Guess where I might be going later this year? I had all but written off taking a (proper-go-away-somewhere-exciting) vacation this year, but things are sort of falling together. I might be going to lovely San Francisco in October. I am still in the thinking/planning/fantasizing mode but as I am looking into accommodations I guess you could say I am closer to being sure about it all than unsure. I loved (no really, really loved) San Francisco when I went last year. If I could afford to live there I would happily pack my bags and go. Alas, I can barely afford a short stay there (which this will be--but better than nothing), so a mini-vacation is still very welcome.
So this post is going to be on the abbreviated side, since I can't concentrate enough to write a proper book post. I do have all sorts of bookish bits to share still (when can I not talk about books?).
Since I am most likely going to San Francisco, I'll be reprising my reading list from last year. Hopefully I'll get to read more than I did than last summer. Reading about a place is (almost) as good as going there. I've already decided I need to read Dashiell Hammett who lived in the city and set his stories there. Not sure what else will pique my reading curiosity, but I'm on the lookout for some good, atmospheric stories. If you have any suggestions they would be most welcome.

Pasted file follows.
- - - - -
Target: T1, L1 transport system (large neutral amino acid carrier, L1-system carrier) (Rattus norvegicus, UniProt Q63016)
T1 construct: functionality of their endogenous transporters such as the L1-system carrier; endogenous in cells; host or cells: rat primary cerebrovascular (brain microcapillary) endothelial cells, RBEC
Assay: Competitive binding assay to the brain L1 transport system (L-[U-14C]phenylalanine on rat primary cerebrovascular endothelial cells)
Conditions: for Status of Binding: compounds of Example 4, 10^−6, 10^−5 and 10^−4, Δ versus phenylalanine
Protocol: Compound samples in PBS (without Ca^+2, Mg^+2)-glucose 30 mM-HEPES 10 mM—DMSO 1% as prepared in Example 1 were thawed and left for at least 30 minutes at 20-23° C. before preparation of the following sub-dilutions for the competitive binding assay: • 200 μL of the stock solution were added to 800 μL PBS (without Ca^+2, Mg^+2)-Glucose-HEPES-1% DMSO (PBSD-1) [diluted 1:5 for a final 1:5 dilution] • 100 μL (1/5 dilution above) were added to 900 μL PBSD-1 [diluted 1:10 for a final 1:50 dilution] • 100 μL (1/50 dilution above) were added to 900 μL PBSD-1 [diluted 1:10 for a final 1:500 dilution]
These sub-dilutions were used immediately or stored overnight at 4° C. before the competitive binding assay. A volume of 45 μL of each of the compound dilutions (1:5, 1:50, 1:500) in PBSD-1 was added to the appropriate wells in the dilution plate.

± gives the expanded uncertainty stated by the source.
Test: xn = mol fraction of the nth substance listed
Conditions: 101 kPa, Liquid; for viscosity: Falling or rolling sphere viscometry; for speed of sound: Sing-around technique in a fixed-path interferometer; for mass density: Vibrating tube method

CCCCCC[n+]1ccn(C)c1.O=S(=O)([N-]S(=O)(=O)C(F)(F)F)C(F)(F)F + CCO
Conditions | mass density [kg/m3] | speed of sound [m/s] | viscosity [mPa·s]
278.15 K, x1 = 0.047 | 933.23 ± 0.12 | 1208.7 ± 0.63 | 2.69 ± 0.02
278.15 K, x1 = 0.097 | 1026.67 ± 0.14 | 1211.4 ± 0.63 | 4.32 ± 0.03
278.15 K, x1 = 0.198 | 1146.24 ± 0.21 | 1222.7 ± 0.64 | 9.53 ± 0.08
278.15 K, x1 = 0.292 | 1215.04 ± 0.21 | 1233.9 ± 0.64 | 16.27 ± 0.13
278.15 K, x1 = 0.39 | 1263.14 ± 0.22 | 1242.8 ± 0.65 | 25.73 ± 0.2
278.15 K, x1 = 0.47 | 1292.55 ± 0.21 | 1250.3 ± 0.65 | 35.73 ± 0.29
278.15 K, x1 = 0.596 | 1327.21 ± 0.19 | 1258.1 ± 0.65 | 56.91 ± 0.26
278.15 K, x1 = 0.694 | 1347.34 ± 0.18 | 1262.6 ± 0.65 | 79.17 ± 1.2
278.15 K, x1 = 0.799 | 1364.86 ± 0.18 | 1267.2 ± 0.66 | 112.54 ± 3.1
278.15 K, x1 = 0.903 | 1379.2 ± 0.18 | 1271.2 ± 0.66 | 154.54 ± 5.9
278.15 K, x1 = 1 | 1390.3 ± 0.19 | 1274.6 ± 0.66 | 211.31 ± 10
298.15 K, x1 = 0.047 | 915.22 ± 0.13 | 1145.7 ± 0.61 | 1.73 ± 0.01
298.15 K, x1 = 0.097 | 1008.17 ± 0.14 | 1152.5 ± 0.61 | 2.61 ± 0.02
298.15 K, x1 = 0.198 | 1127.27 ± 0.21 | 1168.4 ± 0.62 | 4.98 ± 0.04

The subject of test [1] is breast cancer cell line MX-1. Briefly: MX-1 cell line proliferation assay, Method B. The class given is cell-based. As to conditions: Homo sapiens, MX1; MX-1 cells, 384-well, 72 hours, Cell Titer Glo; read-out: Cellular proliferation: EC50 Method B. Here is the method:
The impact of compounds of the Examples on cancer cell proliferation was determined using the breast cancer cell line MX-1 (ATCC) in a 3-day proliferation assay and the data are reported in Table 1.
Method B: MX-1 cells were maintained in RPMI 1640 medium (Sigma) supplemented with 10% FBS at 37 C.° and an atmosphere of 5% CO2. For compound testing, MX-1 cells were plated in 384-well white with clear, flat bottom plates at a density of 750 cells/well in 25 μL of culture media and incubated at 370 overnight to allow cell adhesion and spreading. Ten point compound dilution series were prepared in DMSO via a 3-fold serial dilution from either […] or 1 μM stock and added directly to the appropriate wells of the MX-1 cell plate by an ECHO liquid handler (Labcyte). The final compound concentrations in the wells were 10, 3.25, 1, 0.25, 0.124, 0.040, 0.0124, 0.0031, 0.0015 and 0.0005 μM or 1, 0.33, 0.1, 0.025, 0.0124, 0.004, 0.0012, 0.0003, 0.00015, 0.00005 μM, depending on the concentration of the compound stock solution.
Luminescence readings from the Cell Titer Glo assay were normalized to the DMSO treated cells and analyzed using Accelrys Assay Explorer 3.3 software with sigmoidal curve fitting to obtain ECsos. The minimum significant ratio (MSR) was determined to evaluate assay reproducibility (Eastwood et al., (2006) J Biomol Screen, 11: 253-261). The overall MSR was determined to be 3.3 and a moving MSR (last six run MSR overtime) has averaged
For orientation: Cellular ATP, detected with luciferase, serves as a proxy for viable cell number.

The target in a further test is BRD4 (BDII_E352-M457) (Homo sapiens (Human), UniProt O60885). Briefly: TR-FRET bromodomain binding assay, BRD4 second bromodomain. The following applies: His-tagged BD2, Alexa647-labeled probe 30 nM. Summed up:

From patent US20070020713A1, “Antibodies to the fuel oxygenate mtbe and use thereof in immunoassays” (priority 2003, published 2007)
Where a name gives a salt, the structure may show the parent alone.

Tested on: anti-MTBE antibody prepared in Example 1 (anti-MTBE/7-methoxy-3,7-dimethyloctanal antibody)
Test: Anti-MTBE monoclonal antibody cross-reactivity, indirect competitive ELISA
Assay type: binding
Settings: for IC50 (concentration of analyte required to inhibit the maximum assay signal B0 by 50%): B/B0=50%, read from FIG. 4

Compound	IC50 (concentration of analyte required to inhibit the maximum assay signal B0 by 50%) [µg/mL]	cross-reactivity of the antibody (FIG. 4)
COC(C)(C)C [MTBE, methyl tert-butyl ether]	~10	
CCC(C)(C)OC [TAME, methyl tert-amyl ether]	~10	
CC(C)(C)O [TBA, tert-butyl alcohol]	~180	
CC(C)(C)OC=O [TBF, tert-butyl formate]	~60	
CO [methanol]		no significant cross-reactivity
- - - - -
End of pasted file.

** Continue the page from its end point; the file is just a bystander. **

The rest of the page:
I'm down to the last forty pages of Virginia Woolf's Jacob's Room, which I hope to finish tonight (as I come down off my vacation-planning high). I'm not sure I have a good handle on what I've read so will be pondering it for a few days before trying to write about it (and will go in search of a little criticism). Guidance is always welcome with writers like Woolf, though I am so glad I have finally had a chance to read her again. After reading Renate Adler, I was thinking that Virginia Woolf would be a cakewalk, but now I am not so sure.
Not to be thinking ahead, but thinking ahead--I have several new novellas to choose from when I finish the Woolf novel. I am leaning towards Jane Austen's Lady Susan, which I think I read a number of years ago (epistolary novel I seem to remember?). All of a sudden I am having this overwhelming desire to read classics. My eyes begin glazing over when I turn to my rather massive pile (they get the top shelf of a small bookcase in my bedroom) of unread classics. Oh the anticipation. I've done a poor job the last few years of classics-reading. Not that this year will be much of an improvement considering the year is swiftly approaching the halfway mark.
I've been reading Barbara Pym's Crampton Hodnet, which I think I am going to try and race to the finish before the end of the month (sheesh, just one more day? that may be wishful thinking). You know, I am really, really enjoying it. It makes me wonder why I waited so long to read another Pym novel (after her most excellent Excellent Women). The novel was published posthumously but was the first novel she wrote, and it seems I saw somewhere that it is listed as juvenilia? Interesting. So far it seems like it is in firm Pym territory--there is an elderly spinster, her companion, a handsome vicar who is trying to avoid romantic entanglements, a possible love affair between a young woman and an Oxford student, the young woman's parents are long-married--her mother having given up helping her husband with his book--for fear he will finish it! All totally delightful!